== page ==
Many traditions use stories to pass on their heritage from generation to generation. In this volume John E. Sharp has compiled twenty-eight stories from the General Conference and Mennonite Church traditions for the purpose of fostering a common identity as the two denominations merge. The project of collecting and publishing the stories was undertaken under the auspices of the Historical Committee of the Mennonite Church, which employs Sharp. Unfortunately the General Conference does not have a similar committee. Instead James C. Juhnke, Professor of History at Bethel College, prepared a preface and represents the General Conference half of the merger equation.
Sharp selected stories which reveal who Mennonites are. He correctly argues that it is collective or common memory which creates identity. Thus the stories focus on the core values of Mennonites, but the stories are quite varied in their specific themes. Some demonstrate Mennonite servanthood. Others look at examples of suffering and even martyrdom. Often the players in the stories are leaders in the church, but sometimes they are ordinary believers who lived or witnessed for their faith. The volume certainly achieves its goal in showing a rich diversity of faithfulness.
However, what does this book reveal in terms of its goal of informing people about the differences and similarities between the Mennonite Church and General Conference traditions? Quite a number of the stories actually come from neither tradition but are inter-Mennonite. These are stories of Mennonite Central Committee, Mennonite Disaster Service, Mennonite World Conference, Civilian Public Service, and worldwide Mennonite mission projects. While the mission work of the past has tended to be carried out by denominationally based mission boards, the nature and sometimes even locations of the work have not varied considerably between the Mennonite Church and General Conference.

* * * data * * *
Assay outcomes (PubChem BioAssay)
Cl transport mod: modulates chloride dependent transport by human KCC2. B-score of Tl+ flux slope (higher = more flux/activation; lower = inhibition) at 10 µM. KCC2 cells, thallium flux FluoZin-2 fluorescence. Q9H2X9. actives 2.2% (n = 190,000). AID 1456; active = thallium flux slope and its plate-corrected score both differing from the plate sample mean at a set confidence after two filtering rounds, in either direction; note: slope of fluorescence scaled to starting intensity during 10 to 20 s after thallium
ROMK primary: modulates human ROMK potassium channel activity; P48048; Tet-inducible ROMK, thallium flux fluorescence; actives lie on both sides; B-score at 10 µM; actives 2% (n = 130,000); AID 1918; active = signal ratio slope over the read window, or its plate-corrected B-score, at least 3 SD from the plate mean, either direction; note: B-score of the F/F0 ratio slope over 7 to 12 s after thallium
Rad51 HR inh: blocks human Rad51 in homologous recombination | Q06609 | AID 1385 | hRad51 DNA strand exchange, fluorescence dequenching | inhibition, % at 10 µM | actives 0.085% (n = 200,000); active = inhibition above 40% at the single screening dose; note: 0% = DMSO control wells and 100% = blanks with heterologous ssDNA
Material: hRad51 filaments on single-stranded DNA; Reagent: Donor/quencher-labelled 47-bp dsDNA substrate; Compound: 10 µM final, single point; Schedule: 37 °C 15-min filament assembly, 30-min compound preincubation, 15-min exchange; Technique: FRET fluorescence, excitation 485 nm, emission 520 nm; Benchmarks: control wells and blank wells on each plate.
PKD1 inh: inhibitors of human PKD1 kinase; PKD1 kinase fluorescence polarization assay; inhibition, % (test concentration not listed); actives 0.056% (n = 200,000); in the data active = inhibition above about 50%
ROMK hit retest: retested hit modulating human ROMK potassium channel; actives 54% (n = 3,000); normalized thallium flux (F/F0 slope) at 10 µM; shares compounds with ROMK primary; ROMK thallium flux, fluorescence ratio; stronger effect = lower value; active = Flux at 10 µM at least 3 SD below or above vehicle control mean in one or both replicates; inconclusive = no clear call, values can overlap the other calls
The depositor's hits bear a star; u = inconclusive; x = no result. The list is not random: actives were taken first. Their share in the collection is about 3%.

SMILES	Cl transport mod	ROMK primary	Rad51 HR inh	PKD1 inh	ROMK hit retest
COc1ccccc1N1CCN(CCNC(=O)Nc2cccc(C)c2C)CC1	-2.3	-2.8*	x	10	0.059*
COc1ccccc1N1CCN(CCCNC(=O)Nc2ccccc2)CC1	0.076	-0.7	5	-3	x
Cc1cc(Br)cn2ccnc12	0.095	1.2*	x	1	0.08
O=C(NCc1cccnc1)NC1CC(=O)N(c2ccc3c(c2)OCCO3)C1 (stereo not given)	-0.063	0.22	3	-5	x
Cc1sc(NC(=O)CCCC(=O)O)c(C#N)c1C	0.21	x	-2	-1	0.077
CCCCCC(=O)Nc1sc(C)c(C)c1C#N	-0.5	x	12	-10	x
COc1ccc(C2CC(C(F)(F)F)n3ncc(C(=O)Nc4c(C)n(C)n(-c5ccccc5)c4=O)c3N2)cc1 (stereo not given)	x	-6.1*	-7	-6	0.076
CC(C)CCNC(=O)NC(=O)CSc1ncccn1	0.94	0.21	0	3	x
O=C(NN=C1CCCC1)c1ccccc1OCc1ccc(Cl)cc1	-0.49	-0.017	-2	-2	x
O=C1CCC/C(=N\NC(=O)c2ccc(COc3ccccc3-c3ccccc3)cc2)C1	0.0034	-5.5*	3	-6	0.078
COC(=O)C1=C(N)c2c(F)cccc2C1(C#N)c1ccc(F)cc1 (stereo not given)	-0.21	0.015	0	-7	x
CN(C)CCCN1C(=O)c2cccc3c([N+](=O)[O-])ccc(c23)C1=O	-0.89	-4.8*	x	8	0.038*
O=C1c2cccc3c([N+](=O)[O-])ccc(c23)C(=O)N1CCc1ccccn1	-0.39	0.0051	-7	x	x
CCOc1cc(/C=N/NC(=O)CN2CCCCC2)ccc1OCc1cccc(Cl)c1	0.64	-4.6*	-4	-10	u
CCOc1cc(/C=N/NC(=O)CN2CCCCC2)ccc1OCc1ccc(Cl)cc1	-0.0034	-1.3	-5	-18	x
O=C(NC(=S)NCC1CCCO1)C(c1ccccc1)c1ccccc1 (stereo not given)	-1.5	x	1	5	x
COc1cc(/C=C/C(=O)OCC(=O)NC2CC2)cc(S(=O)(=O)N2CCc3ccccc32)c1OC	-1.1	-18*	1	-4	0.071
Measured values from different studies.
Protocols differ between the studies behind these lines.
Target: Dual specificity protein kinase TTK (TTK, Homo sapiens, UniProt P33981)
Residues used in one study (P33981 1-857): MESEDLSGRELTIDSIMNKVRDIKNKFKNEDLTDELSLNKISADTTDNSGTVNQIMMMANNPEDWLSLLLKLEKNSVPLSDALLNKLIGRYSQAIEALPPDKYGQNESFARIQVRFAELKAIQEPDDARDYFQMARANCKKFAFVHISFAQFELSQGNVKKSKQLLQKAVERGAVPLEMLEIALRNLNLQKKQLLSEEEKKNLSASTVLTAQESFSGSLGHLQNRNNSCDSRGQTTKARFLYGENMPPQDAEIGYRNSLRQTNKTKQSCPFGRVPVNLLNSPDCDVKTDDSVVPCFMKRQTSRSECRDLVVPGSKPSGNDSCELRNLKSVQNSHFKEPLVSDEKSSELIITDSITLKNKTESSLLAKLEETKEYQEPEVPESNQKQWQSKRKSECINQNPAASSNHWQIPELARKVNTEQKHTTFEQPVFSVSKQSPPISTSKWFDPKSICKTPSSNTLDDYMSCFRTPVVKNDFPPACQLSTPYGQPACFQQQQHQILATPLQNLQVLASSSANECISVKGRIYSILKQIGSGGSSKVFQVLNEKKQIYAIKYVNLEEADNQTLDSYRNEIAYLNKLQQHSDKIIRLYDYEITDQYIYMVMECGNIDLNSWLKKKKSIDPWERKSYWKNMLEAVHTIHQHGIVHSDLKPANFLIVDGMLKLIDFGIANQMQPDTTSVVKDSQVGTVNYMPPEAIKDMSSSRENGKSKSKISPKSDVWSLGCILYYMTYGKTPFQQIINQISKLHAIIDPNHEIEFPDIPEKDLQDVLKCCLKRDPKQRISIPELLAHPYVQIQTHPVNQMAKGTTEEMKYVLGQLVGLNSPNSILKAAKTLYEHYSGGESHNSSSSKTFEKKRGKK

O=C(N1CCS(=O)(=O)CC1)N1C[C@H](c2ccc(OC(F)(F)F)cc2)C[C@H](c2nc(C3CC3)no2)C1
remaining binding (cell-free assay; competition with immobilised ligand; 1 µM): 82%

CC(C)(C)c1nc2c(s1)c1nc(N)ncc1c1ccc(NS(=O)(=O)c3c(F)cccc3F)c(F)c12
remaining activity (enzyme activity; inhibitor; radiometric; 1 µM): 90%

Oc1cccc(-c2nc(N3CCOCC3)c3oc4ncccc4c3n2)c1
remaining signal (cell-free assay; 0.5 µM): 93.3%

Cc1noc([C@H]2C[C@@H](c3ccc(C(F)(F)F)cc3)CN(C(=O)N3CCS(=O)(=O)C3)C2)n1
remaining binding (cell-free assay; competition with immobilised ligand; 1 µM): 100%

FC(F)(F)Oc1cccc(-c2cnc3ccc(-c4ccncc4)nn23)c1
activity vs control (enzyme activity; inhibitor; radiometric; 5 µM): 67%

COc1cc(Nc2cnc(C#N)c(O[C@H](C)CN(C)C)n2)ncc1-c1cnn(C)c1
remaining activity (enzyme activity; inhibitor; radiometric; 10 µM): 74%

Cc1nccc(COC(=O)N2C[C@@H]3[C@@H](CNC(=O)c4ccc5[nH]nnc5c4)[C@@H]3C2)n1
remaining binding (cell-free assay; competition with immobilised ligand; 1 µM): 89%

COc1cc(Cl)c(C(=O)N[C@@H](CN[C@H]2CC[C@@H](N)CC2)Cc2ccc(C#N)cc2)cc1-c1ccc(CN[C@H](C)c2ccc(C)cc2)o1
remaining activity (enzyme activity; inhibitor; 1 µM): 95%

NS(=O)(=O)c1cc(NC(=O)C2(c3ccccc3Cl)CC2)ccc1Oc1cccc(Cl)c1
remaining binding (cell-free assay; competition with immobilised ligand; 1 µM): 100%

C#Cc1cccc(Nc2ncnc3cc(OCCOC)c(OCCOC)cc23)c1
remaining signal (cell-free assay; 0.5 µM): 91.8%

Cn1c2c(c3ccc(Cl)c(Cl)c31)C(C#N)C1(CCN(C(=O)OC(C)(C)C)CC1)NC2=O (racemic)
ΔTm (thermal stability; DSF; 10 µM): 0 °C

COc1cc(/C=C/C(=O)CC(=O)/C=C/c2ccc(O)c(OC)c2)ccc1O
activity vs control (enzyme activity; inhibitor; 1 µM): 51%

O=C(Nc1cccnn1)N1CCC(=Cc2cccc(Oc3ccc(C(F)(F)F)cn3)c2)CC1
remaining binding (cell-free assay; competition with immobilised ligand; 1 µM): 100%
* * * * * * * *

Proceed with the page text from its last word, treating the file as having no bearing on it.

So what will the reader learn from this volume that distinguishes between the traditions of the Mennonite Church and General Conference? One major theme is the importance of the Russian Mennonite experience for the General Conference. The massive immigration of Mennonites from Russia and other locations to the United States and Canada in the 1870s had a formative impact on the General Conference, and continued migrations from Russia and relations with Mennonites who remained behind in Russia impacted Canadian Mennonites throughout the 20th century. Of course, the Clayton Kratz story of a Goshen College student who tragically disappeared while providing aid to the Russian Mennonites in 1920 is just one of many examples which shows that even the Russian Mennonite experience was never completely foreign to those in the Mennonite Church. Nevertheless, the Low German or Dutch background of most General Conference Mennonites is an important distinction which comes through in a number of the stories.